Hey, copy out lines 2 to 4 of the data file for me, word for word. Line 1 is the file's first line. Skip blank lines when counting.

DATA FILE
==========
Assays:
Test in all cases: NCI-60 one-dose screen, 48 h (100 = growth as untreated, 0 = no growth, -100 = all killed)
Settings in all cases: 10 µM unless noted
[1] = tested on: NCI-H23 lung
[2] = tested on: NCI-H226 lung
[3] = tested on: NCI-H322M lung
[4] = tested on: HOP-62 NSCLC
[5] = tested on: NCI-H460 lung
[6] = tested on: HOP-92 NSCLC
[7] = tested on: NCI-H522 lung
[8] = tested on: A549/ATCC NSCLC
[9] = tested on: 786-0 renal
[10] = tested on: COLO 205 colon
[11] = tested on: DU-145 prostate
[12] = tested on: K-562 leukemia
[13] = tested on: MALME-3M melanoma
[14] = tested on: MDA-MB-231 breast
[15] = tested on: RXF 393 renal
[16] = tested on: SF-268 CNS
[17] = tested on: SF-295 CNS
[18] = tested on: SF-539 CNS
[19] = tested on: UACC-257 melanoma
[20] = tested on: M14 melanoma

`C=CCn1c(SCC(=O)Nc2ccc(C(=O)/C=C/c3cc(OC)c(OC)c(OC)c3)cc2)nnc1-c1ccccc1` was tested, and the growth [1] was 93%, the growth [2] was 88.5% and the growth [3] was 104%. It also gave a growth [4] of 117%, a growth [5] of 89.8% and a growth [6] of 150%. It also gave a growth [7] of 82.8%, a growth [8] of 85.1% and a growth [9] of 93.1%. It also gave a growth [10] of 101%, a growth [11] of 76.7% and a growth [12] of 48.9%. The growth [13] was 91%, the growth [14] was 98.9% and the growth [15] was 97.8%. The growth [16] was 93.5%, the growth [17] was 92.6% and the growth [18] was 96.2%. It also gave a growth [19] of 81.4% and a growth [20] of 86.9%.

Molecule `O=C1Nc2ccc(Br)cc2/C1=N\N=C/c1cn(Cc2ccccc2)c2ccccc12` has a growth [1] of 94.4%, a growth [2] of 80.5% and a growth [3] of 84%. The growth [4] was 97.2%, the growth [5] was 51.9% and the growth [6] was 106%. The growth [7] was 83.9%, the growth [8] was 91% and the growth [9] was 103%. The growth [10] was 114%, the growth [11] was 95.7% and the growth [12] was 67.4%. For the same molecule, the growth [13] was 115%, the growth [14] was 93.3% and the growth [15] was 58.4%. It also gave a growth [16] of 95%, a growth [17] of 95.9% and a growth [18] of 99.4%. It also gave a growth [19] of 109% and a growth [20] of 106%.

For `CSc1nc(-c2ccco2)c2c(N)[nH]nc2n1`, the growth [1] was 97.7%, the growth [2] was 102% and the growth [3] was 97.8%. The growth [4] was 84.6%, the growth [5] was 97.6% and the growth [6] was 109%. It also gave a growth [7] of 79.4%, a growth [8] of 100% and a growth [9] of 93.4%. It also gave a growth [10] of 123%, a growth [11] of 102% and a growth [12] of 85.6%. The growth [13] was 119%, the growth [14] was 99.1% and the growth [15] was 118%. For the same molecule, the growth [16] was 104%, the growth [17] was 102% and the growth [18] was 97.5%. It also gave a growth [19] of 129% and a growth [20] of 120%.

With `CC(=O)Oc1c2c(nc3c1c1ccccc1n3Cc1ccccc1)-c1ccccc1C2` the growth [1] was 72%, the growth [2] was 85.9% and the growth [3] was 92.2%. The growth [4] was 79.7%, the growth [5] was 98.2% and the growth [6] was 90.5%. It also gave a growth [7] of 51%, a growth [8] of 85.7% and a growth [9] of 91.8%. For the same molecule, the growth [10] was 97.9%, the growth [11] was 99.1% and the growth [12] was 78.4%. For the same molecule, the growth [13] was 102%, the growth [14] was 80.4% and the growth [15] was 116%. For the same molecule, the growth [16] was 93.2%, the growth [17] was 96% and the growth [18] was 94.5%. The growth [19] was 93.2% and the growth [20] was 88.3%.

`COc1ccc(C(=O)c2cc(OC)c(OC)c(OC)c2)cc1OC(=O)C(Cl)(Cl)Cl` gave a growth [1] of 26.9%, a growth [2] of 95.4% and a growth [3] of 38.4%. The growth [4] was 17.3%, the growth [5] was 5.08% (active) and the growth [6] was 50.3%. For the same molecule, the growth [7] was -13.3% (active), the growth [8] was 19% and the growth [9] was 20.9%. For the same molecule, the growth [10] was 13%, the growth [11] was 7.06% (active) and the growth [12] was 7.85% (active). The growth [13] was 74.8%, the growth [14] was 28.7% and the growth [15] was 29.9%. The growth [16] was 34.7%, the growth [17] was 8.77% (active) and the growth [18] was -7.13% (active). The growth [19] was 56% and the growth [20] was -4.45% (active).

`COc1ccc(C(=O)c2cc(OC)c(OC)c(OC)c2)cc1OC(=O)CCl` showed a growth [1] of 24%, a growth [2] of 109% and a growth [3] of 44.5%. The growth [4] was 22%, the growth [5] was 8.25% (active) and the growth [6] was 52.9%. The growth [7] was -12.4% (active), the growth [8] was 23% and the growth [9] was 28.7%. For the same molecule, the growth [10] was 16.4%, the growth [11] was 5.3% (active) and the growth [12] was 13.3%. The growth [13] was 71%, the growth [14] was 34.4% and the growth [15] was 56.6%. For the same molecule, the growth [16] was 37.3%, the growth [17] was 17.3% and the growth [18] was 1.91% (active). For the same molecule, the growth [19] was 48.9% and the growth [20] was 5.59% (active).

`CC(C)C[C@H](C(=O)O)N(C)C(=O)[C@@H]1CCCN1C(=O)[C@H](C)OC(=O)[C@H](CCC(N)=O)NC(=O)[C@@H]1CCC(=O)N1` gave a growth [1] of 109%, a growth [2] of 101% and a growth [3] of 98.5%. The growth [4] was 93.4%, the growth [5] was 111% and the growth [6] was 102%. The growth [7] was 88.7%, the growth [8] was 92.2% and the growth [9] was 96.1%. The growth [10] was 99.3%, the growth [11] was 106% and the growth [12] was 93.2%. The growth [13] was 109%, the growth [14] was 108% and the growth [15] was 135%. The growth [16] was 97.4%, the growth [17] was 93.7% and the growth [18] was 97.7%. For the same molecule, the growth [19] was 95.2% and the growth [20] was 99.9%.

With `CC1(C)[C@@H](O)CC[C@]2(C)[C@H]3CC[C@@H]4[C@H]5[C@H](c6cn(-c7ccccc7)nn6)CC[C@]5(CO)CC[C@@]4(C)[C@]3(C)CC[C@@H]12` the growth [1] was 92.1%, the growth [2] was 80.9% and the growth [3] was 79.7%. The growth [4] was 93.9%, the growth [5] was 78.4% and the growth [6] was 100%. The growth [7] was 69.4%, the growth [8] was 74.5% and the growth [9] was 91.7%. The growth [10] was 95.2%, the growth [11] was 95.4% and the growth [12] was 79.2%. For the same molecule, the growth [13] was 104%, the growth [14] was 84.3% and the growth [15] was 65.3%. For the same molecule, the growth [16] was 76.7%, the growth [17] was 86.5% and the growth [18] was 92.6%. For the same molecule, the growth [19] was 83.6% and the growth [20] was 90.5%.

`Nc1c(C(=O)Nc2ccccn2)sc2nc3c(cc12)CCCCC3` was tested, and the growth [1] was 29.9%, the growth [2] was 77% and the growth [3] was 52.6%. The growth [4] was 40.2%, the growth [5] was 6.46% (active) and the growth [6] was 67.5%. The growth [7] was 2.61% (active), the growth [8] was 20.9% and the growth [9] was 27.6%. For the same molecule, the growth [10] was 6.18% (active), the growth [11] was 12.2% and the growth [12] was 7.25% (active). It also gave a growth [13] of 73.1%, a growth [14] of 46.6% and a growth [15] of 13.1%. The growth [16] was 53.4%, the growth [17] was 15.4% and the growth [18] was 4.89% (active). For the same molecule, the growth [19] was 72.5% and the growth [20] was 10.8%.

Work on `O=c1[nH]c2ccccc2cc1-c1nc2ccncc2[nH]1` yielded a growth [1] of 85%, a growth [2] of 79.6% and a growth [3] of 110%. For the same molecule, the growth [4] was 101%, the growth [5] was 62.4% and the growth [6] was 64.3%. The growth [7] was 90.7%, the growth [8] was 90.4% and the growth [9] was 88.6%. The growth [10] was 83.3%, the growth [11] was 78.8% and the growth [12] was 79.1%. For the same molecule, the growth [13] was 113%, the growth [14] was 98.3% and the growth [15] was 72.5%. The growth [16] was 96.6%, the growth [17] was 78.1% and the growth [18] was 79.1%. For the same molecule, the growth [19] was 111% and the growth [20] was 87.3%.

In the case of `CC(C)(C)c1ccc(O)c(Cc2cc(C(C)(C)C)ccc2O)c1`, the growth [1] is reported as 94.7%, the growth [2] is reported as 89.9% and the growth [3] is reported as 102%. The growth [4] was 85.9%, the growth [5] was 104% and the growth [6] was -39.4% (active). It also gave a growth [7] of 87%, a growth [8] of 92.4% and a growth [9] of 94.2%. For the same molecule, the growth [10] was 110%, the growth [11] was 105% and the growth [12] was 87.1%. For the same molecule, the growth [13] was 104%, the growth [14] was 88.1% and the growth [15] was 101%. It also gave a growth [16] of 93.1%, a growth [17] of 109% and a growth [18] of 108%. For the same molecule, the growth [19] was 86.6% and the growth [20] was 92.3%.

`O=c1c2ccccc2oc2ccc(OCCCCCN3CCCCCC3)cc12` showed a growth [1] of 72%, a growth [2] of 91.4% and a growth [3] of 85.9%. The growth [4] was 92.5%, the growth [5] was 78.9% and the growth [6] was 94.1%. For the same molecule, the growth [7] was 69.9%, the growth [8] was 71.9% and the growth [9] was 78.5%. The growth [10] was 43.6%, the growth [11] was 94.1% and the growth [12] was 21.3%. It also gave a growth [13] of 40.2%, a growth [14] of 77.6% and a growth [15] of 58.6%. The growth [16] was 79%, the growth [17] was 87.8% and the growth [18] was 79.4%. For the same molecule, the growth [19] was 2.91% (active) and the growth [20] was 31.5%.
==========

Test in all cases: NCI-60 one-dose screen, 48 h (100 = growth as untreated, 0 = no growth, -100 = all killed)
Settings in all cases: 10 µM unless noted
[1] = tested on: NCI-H23 lung